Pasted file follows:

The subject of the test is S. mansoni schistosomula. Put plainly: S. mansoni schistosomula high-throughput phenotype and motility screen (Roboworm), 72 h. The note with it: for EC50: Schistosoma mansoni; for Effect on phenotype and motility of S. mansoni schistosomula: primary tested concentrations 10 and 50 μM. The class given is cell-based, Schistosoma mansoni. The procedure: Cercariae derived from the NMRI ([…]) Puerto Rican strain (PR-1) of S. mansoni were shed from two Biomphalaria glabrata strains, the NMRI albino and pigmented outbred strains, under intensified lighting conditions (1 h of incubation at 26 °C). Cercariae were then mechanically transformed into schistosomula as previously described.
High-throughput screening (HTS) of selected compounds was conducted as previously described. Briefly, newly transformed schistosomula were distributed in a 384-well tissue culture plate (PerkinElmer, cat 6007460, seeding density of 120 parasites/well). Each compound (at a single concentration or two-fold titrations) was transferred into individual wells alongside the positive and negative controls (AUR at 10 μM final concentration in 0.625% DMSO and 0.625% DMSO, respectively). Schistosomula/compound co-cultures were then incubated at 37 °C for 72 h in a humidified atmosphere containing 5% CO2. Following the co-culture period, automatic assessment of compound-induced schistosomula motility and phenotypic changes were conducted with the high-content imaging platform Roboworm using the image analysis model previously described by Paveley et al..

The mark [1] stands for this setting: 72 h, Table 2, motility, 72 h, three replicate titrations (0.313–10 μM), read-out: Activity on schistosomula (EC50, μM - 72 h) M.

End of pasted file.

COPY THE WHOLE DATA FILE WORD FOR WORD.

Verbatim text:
The subject of the test is S. mansoni schistosomula. Put plainly: S. mansoni schistosomula high-throughput phenotype and motility screen (Roboworm), 72 h. The note with it: for EC50: Schistosoma mansoni; for Effect on phenotype and motility of S. mansoni schistosomula: primary tested concentrations 10 and 50 μM. The class given is cell-based, Schistosoma mansoni. The procedure: Cercariae derived from the NMRI ([…]) Puerto Rican strain (PR-1) of S. mansoni were shed from two Biomphalaria glabrata strains, the NMRI albino and pigmented outbred strains, under intensified lighting conditions (1 h of incubation at 26 °C). Cercariae were then mechanically transformed into schistosomula as previously described.
High-throughput screening (HTS) of selected compounds was conducted as previously described. Briefly, newly transformed schistosomula were distributed in a 384-well tissue culture plate (PerkinElmer, cat 6007460, seeding density of 120 parasites/well). Each compound (at a single concentration or two-fold titrations) was transferred into individual wells alongside the positive and negative controls (AUR at 10 μM final concentration in 0.625% DMSO and 0.625% DMSO, respectively). Schistosomula/compound co-cultures were then incubated at 37 °C for 72 h in a humidified atmosphere containing 5% CO2. Following the co-culture period, automatic assessment of compound-induced schistosomula motility and phenotypic changes were conducted with the high-content imaging platform Roboworm using the image analysis model previously described by Paveley et al..

The mark [1] stands for this setting: 72 h, Table 2, motility, 72 h, three replicate titrations (0.313–10 μM), read-out: Activity on schistosomula (EC50, μM - 72 h) M.